British deal on Europe ‘legally binding ’, says Tusk

Assertion comes amid fears European Court of Justice could strike down accord

The new settlement deal for Britain agreed ahead of a June referendum on Britain's EU membership is "legally binding and irreversible" and "cannot be annulled by the European Court of Justice", the president of the European Council Donald Tusk said on Wednesday.

Addressing the European Parliament in Brussels, the man who negotiated the deal on behalf of the 28 member states also confirmed that "if the majority votes to leave, that is what will happen".

"The European Union will respect the opinion of the British people. If the majority votes to leave that is what will happen.

"It will change Europe forever. It will be a change for the worse," he said, as he updated MEPs on the outcome of the February 18th and 19th EU summit.


His assertion the British deal is legally binding emerged as controversy raged between the Remain and Leave campaigns in Britain about whether the European Court of Justice could strike down the British agreement reached on Friday in Brussels.

Potential challenge

Downing Street refuted claims by leading “Leave” campaigner

Michael Gove

that the ECJ could challenge British prime minister David Cameron’s deal.

Mr Tusk's view was echoed by Manfred Weber, the German head of the centre-right European People's Party (EPP), who said there would be no "follow-up negotiation" if Britain chose to leave the European Union.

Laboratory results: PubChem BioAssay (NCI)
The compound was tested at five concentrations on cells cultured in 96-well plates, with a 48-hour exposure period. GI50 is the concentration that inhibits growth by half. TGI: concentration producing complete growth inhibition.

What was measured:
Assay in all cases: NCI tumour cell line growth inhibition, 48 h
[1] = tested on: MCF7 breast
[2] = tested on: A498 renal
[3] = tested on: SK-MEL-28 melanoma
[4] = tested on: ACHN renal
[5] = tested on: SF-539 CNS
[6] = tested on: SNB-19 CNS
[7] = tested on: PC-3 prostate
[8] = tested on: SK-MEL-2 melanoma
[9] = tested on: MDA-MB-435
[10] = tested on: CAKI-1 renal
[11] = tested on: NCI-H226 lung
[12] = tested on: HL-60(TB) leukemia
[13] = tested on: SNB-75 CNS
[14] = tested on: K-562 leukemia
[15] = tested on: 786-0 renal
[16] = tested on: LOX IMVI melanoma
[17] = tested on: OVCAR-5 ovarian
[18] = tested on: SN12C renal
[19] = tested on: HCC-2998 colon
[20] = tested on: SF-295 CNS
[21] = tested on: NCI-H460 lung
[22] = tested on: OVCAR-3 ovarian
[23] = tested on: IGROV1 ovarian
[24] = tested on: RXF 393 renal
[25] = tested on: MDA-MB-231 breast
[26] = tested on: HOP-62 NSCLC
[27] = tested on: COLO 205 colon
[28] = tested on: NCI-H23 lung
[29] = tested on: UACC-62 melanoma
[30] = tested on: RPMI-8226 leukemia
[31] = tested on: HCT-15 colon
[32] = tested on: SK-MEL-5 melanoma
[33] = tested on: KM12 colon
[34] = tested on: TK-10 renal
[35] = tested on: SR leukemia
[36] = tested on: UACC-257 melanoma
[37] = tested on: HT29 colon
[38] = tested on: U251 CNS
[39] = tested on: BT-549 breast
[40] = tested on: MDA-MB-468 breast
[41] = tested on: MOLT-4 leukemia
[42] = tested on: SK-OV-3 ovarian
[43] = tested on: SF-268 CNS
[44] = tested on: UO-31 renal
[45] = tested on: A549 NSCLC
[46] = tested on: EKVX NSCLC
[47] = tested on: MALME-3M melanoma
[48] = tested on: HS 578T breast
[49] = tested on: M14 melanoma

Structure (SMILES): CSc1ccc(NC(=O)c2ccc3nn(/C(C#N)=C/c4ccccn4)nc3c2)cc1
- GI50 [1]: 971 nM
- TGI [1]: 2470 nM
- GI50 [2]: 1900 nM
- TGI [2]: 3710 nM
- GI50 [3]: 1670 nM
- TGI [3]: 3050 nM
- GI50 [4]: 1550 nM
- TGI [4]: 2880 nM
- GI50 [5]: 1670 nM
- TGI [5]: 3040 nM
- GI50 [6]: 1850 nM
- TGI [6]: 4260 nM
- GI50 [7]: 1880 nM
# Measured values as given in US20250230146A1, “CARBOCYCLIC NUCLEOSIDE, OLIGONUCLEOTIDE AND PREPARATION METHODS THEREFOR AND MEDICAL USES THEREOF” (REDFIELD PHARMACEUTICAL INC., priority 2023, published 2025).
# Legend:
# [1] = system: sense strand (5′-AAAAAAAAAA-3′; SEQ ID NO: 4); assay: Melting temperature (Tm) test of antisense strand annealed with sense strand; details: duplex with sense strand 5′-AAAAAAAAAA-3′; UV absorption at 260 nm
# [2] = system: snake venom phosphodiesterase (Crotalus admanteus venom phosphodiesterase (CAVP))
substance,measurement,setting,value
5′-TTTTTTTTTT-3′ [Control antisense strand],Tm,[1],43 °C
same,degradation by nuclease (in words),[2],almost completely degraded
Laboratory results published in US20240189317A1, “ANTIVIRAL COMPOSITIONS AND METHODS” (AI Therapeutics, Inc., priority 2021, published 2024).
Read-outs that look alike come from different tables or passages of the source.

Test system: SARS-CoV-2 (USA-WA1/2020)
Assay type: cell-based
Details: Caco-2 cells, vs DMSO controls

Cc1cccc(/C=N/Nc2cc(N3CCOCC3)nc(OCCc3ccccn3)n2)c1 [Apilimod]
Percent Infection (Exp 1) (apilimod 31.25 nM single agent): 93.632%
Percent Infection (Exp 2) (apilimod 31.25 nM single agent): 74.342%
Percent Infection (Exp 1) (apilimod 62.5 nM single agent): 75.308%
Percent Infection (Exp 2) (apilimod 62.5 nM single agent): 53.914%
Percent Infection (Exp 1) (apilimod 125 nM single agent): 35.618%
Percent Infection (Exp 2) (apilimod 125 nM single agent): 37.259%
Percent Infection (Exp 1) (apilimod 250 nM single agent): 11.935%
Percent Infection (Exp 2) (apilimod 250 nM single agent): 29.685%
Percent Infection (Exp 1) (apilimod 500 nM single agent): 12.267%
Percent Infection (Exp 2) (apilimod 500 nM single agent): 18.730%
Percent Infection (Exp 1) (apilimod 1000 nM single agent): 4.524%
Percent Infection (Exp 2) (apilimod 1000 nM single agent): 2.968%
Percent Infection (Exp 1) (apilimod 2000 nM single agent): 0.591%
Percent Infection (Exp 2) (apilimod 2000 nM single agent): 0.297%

“The agreement on the table is the agreement. This is the agreement the EPP will support.

British people

“There will be no follow-up negotiations. This debate is now up to the British people.”

As Mr Tusk urged the European Parliament to pass the secondary legislation that will be needed to implement the deal if Britain chooses to remain in the EU on June 23rd, there were signs the socialist bloc in the parliament could block elements of the deal.

Gianni Pittella, the head of the parliament's second-largest political group, the Socialists and Democrats (S&D) warned that he had concerns over the "social dimension" of the settlement for Britain, particularly the emergency brake.

“Imagine two young people, Europeans, same job, same work – there is a danger one would have less rights than the other. That is discrimination. I hope this will be very much denied by the commission in the proposals after the referendum.”

Remain vote

While Conservative MEP Ashley Fox confirmed that he would back his party leader in endorsing a Remain vote in the referendum, he declined to clarify whether the Conservative Party's 20 MEPs, including Syed Kamall who leads the European Conservatives and Reformists (ECR) in the European Parliament, would row behind Mr Cameron.

As the DUP's Diane Dodds denounced the agreement secured by Mr Cameron as a "charade" and called on the people of Northern Ireland to vote to leave the EU, Fine Gael MEP Mairéad McGuinness intervened to ask if the Northern Irish MEP acknowledged the work done by the EU in the Northern Irish peace process.

“As a neighbour of yours on the island of Ireland, we do have to have a say and our voices have to be heard,” Ms McGuinness said.

Peace funds

Ms Dodds says that she did acknowledge the role the European Parliament and EU institutions had played in making peace funds available, though she cited a report by Open Europe which claimed that for every £1

Northern Ireland

had received in EU, it cost £1.58.

“What we need in Northern Ireland is a genuine and honest debate and not scaremongering tactics . . . that threaten us with all kinds of things in Northern Ireland if we don’t toe the European line.”

Suzanne Lynch

Suzanne Lynch

Suzanne Lynch, a former Irish Times journalist, was Washington correspondent and, before that, Europe correspondent